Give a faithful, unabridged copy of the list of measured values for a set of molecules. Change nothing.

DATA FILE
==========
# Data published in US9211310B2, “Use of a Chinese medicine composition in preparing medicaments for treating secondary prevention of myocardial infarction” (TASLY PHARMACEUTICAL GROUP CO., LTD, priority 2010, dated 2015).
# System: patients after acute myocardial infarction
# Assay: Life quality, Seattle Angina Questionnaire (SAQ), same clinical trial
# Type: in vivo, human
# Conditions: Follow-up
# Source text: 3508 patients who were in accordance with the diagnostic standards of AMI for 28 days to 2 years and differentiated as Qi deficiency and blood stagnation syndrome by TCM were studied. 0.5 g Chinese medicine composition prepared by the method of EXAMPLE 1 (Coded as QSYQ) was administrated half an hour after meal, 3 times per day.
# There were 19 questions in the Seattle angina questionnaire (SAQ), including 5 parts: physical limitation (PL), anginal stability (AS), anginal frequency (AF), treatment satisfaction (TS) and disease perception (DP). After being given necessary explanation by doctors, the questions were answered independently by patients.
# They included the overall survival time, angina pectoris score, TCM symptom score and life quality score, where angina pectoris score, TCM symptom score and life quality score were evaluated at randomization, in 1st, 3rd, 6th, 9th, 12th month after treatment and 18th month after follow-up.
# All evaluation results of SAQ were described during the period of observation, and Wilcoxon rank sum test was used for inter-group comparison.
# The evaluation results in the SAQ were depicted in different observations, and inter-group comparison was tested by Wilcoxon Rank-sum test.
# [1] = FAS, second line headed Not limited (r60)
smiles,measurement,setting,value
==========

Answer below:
# Data published in US9211310B2, “Use of a Chinese medicine composition in preparing medicaments for treating secondary prevention of myocardial infarction” (TASLY PHARMACEUTICAL GROUP CO., LTD, priority 2010, dated 2015).
# System: patients after acute myocardial infarction
# Assay: Life quality, Seattle Angina Questionnaire (SAQ), same clinical trial
# Type: in vivo, human
# Conditions: Follow-up
# Source text: 3508 patients who were in accordance with the diagnostic standards of AMI for 28 days to 2 years and differentiated as Qi deficiency and blood stagnation syndrome by TCM were studied. 0.5 g Chinese medicine composition prepared by the method of EXAMPLE 1 (Coded as QSYQ) was administrated half an hour after meal, 3 times per day.
# There were 19 questions in the Seattle angina questionnaire (SAQ), including 5 parts: physical limitation (PL), anginal stability (AS), anginal frequency (AF), treatment satisfaction (TS) and disease perception (DP). After being given necessary explanation by doctors, the questions were answered independently by patients.
# They included the overall survival time, angina pectoris score, TCM symptom score and life quality score, where angina pectoris score, TCM symptom score and life quality score were evaluated at randomization, in 1st, 3rd, 6th, 9th, 12th month after treatment and 18th month after follow-up.
# All evaluation results of SAQ were described during the period of observation, and Wilcoxon rank sum test was used for inter-group comparison.
# The evaluation results in the SAQ were depicted in different observations, and inter-group comparison was tested by Wilcoxon Rank-sum test.
# [1] = FAS, second line headed Not limited (r60)
smiles,measurement,setting,value